Bob and Amanda Rogers like to be involved, but they’re not the type of people who want to stand in the spotlight.
Which is why Bob was not thrilled when the pastor of Impact Church asked him to make an announcement to the congregation about this year’s Love Week activities. Sure, Bob was organizing the event, but why couldn’t the pastor simply announce the dates himself?
“My best friend comes over and says, you’re going to want to record this,” Amanda recalls of that day.
After Bob finished his update, Lowell Area Chamber of Commerce Executive Director Liz Baker stepped onto the stage. She was there with an important announcement of her own. Not only was Bob Rogers named a 2021 Lowell Person of the Year, but his wife Amanda would join him in sharing the honors.
It was certainly a surprise to them both. “I like to be the one making things happen, but from behind the curtain,” Bob says. The Rogers agree being selected as People of the Year is humbling and looking at the distinguished list of past honorees, Amanda opines, “We got it 20 years too early.”
Those who know the couple would likely disagree. With countless hours of volunteer work under their belts and a reputation for giving generously in any way possible, Bob and Amanda Rogers exemplify all the traits the Lowell Area Chamber of Commerce is looking for when selecting their annual Person of the Year.
Organized and Efficient = Time to Help
Bob and Amanda Rogers have a full schedule with their regular jobs, volunteer work and parenting their two daughters: Katie and Daphne. However, Amanda says the two are naturally organized and make efficient use of their days which means they never feel as though they are sacrificing family time for other pursuits.
Plus, they have prioritized their activities to focus on those that make the most impact. “We don’t have boats or quads or a cottage,” Bob says. That means less time needs to be spent maintaining what they own and more time can be spent doing what they love.
By day, Bob is a program manager with a government agency. By night, you might find him sitting in board meetings for Flat River Outreach Ministries or the Community Center Committee. He also helps coordinate the annual Love Week event which has volunteers from area churches pitching in to complete projects all over town, from painting buildings to picking up trash.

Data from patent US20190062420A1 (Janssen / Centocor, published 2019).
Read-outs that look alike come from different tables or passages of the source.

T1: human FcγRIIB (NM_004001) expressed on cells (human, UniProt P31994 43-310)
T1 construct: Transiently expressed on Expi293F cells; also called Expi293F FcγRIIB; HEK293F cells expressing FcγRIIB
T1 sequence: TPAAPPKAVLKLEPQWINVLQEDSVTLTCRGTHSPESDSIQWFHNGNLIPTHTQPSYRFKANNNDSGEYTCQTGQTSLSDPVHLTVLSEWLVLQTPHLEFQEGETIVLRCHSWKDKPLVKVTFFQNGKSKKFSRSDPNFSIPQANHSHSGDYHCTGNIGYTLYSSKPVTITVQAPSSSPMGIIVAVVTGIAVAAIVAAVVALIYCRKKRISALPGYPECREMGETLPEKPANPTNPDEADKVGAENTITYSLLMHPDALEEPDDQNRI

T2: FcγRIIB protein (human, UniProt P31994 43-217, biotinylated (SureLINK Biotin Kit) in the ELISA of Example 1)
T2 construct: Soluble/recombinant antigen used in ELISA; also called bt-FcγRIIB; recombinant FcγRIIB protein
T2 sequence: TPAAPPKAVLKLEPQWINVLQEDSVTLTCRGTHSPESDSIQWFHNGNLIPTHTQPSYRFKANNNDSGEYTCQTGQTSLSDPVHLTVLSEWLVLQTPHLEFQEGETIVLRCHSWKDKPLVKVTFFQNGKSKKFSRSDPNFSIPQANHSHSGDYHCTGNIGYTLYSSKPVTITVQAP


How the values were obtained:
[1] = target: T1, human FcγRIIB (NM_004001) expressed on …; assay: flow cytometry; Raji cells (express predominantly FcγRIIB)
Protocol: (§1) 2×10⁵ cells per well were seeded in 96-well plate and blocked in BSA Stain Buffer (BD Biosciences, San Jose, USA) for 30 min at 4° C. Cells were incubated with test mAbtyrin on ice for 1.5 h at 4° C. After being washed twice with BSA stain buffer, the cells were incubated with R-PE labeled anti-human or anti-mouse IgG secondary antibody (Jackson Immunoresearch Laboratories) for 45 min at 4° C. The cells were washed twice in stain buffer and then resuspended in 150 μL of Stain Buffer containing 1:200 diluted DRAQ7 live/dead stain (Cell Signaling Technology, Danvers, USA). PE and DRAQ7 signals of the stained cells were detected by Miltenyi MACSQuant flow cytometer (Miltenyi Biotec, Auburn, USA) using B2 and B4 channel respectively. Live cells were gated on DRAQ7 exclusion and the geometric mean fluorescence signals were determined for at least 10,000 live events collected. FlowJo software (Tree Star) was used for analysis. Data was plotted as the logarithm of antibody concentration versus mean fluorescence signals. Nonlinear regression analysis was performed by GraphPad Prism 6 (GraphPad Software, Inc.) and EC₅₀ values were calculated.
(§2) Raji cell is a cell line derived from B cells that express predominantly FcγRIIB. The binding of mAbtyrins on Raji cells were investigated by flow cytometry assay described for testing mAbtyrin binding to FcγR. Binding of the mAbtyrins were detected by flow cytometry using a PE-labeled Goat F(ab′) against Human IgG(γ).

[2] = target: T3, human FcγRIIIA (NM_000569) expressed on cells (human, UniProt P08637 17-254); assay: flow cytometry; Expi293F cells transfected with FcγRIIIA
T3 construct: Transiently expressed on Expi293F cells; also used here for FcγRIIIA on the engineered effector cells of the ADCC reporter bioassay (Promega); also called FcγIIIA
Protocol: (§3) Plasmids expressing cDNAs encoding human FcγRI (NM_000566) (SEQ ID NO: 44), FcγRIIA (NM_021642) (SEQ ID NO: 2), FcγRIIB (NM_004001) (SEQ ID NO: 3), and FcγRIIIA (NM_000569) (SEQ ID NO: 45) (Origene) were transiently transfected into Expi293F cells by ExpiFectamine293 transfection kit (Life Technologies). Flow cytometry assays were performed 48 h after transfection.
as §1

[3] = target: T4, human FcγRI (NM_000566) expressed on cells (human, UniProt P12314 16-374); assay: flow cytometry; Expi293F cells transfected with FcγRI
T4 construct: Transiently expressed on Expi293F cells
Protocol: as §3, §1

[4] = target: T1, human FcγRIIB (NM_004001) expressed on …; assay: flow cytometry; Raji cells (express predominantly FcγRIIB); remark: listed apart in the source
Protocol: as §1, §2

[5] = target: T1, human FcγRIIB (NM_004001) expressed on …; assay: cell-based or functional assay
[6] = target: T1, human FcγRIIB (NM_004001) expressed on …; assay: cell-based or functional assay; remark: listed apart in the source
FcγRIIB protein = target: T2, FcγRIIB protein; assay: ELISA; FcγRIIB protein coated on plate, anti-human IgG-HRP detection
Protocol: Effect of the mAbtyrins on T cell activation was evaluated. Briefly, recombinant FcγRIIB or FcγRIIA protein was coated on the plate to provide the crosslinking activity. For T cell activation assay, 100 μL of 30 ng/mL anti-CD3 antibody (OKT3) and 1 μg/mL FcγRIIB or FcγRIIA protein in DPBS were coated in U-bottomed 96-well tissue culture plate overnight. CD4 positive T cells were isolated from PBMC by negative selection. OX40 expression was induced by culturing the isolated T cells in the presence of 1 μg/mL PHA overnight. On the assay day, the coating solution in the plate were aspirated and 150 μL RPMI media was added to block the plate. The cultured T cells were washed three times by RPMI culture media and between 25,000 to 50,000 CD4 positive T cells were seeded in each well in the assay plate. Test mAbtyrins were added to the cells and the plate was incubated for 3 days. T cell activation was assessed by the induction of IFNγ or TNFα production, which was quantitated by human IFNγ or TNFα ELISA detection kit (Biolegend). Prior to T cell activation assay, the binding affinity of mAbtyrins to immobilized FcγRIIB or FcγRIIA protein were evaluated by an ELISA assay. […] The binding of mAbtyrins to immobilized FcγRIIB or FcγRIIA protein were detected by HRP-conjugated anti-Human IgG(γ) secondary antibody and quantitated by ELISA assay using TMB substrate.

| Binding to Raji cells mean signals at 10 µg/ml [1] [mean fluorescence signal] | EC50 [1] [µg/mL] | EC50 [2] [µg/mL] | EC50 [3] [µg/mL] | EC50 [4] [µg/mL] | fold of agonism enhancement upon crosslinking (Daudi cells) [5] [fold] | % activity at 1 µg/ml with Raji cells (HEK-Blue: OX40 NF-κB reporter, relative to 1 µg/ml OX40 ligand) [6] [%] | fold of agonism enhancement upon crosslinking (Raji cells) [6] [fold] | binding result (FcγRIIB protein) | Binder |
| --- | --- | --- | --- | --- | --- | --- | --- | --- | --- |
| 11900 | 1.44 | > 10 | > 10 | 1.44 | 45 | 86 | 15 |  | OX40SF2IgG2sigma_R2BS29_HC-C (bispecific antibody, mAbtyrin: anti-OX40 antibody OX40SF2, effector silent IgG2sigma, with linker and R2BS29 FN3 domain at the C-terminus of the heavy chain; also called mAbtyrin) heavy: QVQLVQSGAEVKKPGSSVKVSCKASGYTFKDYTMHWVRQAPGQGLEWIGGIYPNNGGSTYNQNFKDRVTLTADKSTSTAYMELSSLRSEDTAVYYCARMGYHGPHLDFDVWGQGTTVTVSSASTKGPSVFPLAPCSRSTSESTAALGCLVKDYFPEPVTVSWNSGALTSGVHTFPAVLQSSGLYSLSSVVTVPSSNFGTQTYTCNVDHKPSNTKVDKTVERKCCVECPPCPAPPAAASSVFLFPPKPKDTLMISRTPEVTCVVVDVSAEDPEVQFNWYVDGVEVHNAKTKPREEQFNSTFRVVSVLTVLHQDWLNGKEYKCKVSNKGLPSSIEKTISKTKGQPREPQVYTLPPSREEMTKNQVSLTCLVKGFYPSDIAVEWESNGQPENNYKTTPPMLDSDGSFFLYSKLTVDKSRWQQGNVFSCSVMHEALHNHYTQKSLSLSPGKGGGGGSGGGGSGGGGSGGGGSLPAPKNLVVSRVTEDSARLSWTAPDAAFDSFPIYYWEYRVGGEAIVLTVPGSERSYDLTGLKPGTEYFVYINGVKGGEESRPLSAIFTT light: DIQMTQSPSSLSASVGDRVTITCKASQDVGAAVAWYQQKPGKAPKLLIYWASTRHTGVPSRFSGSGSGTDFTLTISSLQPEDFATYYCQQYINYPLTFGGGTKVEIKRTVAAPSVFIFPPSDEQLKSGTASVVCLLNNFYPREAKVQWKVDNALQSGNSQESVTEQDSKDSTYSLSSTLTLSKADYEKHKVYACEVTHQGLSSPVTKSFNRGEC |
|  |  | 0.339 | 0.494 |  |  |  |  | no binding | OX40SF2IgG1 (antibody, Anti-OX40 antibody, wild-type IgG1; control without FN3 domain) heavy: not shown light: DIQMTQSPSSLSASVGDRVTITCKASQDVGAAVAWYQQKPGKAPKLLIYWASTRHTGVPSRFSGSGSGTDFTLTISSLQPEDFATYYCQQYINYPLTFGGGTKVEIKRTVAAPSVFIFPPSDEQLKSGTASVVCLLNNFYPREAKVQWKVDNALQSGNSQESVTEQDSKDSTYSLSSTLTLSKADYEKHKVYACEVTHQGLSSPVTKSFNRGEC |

Pre-pandemic, Bob was a mentor with Kids Hope for many years and worked with CLAY, which stands for Construct Lowell Area Youth. He also spearheaded projects to install new playground equipment at Bushnell Elementary School and Stoney Lakeside Park.
While all his volunteer work is rewarding, Bob points to his roles at FROM and with Love Week as having the most impact. “I joke that it’s [called] Love Week, but for me, it’s Love Year,” he says, noting the level of coordination needed to make the event a success.
Meanwhile, Amanda is the owner of Rogers Neighborhood Realty. She is also the leader of two Girl Scout troops, serves as treasurer for the Lowell Girl Scout Unit, has been the Lowell Township representative for the Lowell Area Recreation Authority and is on the board for Alpha Family Center and the Lowell Rotary Club. Like Bob, she has previously served as a mentor through Kids Hope.
Of these, Amanda says Girls Scouts is probably her favorite volunteer activity. “It provides so many opportunities for leadership growth for the girls,” she says.
Her appreciation for the organization led her to step up to be the Service Unit Director at a time when the Lowell unit was slated for elimination because of a lack of volunteers. Serving as the director was “terrifying,” according to Amanda, but it was worth stepping out of her comfort zone to ensure local troops continued to be overseen by a local unit.
That willingness to do whatever is necessary is a hallmark of Rogers’ commitment to service. While both would rather work behind the scenes, they step up to help out in whatever way is needed.
Up Next: Making Volunteer Connections
Bob and Amanda are passionate about public service and volunteerism, and their next project is one they hope will make it easier for others to get involved as well. The two are planning to create a database that will allow them to match people’s interests and skills to non-profit and community needs.
“I want to make it easy for people to [volunteer],” Bob says. He notes that people may not know how to get involved, or they may worry that if they do volunteer, they will end up being expected to put in regular hours for an organization. He hopes to take some of the uncertainty and guesswork out of the process of volunteering.
To start, Bob plans to connect with people via Facebook, but eventually, he’d like to have a website where people can browse volunteer opportunities or offer their talents.
“It’s a feeling of satisfaction knowing you’ve been part of making your community a better place,” Amanda says. While she and Bob have never worked to gain accolades for themselves, they are humbled and appreciative of being selected the 2021 Lowell People of the Year. Their hope is that the honor may inspire others.
Maybe, through their help and encouragement, a future Person of the Year will start on the path of volunteerism today.